There's a lot being said about the bedroom tax, but what does it mean, and do you have to pay it?
What is the bedroom tax?
The 'bedroom tax' is a nickname that Labour applied to the housing benefit changes made by the current government in April 2013.
The government factsheet on the changes explains that they affect all working-age people living in social housing, and judges whether they have more space than they need.
The news rules allow one bedroom per:
- Adult couple (married or unmarried)
- Adult aged 16 or over
- Two children of the same sex aged under 16
- Two children under 10
- Other child (other than a foster child or child whose main home is elsewhere)
What will does it cost?
If you're assessed as having more rooms than you need, your housing benefits will be reduced by 14% for one spare room, or 25% for two or more.
The government say that council tenants will lose an average of £14 a week, and housing association tenants will lose around £16 per week.
Are there any exceptions?
Following a legal challenge, extra allowances have been made for:
- Children who can't share because of a disability or medical condition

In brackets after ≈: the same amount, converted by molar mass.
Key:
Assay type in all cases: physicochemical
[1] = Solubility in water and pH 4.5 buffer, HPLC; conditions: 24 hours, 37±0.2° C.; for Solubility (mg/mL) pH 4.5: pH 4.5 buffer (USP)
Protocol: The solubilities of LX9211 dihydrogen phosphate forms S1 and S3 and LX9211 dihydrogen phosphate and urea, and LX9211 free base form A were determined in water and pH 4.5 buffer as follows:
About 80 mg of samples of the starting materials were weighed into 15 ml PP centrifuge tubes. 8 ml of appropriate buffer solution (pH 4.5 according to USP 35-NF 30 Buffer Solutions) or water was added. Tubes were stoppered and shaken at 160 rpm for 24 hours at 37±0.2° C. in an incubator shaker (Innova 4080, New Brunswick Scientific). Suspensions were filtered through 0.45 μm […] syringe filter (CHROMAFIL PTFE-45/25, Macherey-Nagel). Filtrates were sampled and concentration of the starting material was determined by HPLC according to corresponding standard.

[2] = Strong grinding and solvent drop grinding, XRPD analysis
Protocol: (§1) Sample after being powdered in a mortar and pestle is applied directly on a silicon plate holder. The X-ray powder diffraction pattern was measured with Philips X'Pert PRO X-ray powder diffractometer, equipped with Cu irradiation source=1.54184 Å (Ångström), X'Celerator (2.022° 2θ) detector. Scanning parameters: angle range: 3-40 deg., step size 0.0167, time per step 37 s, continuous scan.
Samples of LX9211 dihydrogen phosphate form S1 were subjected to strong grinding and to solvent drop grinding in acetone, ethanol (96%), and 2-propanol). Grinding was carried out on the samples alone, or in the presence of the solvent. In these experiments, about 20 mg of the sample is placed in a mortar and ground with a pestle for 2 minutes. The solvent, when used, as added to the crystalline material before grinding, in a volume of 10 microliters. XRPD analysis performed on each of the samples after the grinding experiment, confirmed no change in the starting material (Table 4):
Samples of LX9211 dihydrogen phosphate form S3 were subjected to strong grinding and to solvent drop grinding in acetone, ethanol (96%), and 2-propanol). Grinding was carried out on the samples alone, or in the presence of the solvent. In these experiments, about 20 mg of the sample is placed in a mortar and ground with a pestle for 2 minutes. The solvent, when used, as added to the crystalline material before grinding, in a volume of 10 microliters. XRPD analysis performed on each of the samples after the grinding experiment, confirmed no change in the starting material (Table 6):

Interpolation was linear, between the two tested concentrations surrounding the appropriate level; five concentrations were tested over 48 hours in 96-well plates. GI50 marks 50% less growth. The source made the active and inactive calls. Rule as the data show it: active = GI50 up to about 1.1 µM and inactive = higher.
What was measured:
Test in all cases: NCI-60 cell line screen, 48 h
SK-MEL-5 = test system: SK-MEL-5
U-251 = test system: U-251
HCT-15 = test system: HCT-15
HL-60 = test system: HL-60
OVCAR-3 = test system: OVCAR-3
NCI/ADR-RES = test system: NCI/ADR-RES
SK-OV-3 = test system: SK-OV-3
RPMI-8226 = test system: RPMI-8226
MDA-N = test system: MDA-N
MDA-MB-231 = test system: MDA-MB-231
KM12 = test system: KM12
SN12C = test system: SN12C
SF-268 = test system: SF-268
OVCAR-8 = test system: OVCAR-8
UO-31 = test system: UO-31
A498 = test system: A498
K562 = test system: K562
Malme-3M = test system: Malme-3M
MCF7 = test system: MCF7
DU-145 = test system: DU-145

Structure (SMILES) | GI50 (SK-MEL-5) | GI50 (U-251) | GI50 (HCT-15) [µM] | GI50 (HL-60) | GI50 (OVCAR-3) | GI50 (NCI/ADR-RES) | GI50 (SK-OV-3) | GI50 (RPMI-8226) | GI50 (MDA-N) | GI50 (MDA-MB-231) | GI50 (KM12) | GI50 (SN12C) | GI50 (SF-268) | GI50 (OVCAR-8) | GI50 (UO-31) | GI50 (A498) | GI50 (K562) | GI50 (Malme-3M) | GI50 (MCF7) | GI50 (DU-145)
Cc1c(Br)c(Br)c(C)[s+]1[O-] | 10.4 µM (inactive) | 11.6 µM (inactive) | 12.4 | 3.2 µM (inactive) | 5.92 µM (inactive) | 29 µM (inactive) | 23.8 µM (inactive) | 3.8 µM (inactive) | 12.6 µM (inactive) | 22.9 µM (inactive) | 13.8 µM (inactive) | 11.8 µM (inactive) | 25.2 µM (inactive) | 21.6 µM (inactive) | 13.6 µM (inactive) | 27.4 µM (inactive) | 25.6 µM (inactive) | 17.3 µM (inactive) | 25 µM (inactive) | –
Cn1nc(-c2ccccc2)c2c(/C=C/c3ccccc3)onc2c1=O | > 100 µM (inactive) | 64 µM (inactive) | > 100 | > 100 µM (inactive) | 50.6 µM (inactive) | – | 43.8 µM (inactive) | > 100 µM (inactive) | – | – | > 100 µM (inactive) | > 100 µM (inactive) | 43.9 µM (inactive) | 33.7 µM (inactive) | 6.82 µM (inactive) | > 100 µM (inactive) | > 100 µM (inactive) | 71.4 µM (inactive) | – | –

- A carer (or team of carers) providing overnight care
- A foster carer between placements, or a newly approved foster carer
So if you fit these criteria, you can challenge the benefits reduction.
What about legal loopholes?
There is one, although it's in the process of being closed.
An error in the legislation means that tenants who have lived in the same home continuously since 1996, and have claimed benefits for the duration of that period, may be exempt from the bedroom tax and can have any subsequent benefits refunded. Some estimates place the number of people affected at 40,000, while others suggest it is as many as one in 25 housing benefit claimants.
How can you appeal decisions?
To claim based on the above loophole, you can fill in this template letter, created by housing consultant Joe Halewood, and send it to your landlord.
If you were affected by the bedroom tax, you only have one month from receipt of the letter detailing the decision on your case. If you are within this limit, you will need to reply detailing your case against it - using an argument from the lists above. Carers UK have provided useful template letters to help.
You can also appeal a decision, or apply for changes to your benefits via the government's Housing Benefit microsite. If you can show that the changes have put you in an untenable position financially, you may be eligible for reconsideration.
Before applying, it's essential to have a clear view of your finances so that you have a strong argument. Our free Money Dashboard finance software can collate all of your account data in one secure space, so you can see exactly how much you're receiving and where it goes.
Posted by Marc Murphy, Marketing Manager at Money Dashboard.